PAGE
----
The proposed Columbia Plateau Energy Facility LLC wind farm east of Ellensburg won’t be considered this year by Kittitas County land-use officials.
On Aug. 15 the county’s planning official dropped the Mill Creek firm’s proposal from a list of county land-use changes that would be considered for possible approval by the end of the this year.
Columbia Plateau’s proposed expansion of a county wind-power development overlay zone in east county and a project rezone was pulled from this year’s consideration by county Planning Official Robert “Doc” Hansen who said the firm didn’t supply the requested, additional information on the project by an Aug. 14 deadline.
In a letter to Columbia Plateau’s project manager Doug Mitchell of Ellensburg, Hansen said the firm’s June 28 application for the project had inadequate information on whether Columbia Plateau had legal access to the project’s proposed site.
Hansen said the information was important in connection with deciding what land-use issues will be officially considered in planned public open house events and public hearings.
Wind farm plans
The Mill Creek firm seeks a 58-turbine wind farm spread on 3,077 acres about 15 miles northeast of Ellensburg on private land and on parcels owned by the state Department of Natural Resources.
Hansen wrote that the wind-farm application has been moved for consideration to the 2014 cycle to examine changes to the county’s land-use plan.
Earlier comments by Mitchell indicated Columbia Plateau would consider gaining state approval of the wind farm through an alternative process if local county government rejects the project as it did in 2011.
Mitchell did not return phone calls or emails to the Daily Record in time for this story. Emails and phone calls also were not returned from wind-farm site property owner Gene Martin or Keun Ryu, identified as a principal in Columbia Plateau Energy Facility LLC.
Members of an opposition group, Kittitas Residents Opposed to Windfarm Sprawl, said they were pleased with Hansen’s decision but were disappointed that they may face having to work against the project again in 2014.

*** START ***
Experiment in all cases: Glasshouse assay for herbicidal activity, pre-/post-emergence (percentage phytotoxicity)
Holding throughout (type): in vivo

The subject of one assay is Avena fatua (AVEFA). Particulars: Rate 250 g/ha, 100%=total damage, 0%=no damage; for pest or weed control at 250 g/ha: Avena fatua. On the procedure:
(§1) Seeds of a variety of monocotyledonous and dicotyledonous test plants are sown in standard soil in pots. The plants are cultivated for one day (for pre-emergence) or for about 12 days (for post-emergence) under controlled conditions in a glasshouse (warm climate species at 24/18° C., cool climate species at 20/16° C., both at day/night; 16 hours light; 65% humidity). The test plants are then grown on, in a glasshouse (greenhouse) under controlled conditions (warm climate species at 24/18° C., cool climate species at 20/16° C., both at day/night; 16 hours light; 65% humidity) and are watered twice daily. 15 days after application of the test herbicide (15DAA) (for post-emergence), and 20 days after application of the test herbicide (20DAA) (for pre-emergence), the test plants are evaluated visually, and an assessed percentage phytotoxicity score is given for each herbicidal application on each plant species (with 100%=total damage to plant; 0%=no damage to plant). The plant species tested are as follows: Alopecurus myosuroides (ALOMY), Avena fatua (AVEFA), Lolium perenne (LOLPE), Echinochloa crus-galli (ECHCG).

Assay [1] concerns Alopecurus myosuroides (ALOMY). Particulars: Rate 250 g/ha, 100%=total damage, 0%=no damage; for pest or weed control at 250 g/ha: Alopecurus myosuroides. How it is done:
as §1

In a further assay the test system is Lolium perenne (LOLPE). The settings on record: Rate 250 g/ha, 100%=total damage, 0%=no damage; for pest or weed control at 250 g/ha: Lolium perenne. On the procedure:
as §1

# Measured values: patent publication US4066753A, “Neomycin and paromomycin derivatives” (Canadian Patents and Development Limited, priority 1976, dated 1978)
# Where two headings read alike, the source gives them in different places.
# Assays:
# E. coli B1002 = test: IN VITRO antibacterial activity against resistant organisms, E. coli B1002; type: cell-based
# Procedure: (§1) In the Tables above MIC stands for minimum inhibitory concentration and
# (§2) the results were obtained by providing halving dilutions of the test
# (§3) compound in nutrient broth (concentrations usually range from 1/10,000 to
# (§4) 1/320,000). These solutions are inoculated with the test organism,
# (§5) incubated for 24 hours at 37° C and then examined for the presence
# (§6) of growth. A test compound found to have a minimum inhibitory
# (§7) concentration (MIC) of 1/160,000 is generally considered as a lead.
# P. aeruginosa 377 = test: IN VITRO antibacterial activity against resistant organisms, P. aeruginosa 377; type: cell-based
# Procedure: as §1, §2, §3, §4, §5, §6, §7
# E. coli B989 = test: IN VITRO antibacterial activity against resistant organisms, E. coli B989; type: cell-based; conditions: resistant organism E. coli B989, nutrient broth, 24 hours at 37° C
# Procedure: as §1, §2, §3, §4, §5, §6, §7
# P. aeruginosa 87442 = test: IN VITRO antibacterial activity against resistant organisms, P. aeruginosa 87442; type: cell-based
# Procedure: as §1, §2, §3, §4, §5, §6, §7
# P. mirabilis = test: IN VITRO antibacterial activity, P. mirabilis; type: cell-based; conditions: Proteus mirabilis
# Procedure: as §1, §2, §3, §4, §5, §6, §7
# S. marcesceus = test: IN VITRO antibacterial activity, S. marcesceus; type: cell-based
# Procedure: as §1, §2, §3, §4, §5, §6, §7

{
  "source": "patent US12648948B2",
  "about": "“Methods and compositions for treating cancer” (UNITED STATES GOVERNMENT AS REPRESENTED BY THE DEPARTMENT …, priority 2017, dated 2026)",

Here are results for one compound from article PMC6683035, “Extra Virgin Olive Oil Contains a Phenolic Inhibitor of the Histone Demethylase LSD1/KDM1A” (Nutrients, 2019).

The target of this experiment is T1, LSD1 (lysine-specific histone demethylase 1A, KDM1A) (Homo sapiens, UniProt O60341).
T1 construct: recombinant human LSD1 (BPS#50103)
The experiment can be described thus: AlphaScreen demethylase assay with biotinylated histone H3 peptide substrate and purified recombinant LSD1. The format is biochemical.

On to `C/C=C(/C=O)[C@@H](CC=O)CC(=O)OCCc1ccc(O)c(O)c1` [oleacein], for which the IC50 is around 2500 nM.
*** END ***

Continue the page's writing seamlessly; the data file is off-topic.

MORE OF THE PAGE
“It’s a bitter-sweet kind of thing,” said KROWS group member Greg Tudor of Secret Canyon Road late last week. “I mean, we fought it in 2011, and then again this year and we’re successful again. But it looks like we’ll have to keep going.”
Tudor, who with his wife Barbara made their home in 2002 in the rural area west of the wind farm site, said the opposition group will be meeting together soon to consider legal action to permanently halt any further applications to the county for the same wind farm on the same property.
“It’s crazy we have to do this over again and again and again,” Tudor said.
The group, he said, has overlapping members and supporters with County Residents Against PacifiClean, an opposition group attempting to block a proposed commercial-sized composting facility from being established in the county.
Harland Radomske, a rural farm and ranch owner with property next to the wind-farm site, said from the beginning he and KROWS pointed out to county officials the mistakes, inconsistencies and deficiencies in Columbia Plateau’s application.
Radomske retained his own attorney who advised the county to drop the wind farm application because of the deficiencies and lack of accurate information, or at least put it on the 2014 list for land-use changes until the information is forthcoming.
“We’re pleased that the county has also realized the deficiencies that are in (Columbia Plateau’s) application,” Radomske said. “And now they seem to agree with us.”
The Radomske family in May began the process to sell their 580-acre farm and ranch through an auction, a move caused by health problems. When the June 28 wind farm application was submitted it was obvious it likely would have a negative impact on the sale and the land’s scenic views and property value, said Radomske.
Radomske said he owns the legal access, or easement, in the area of the wind farm and told county officials Columbia Plateau didn’t have any access.
He also claimed Columbia Plateau doesn’t have active leases of DNR land as it indicated in its application.
“The action of the county planning official is consistent with the complaints about the application that we made clear through my attorney,” Radomske said. “It’s not right to allow the community out here and the general public to be repeatedly subjected to having to fight this thing.”
|Wind Watch relies entirely
on User Funding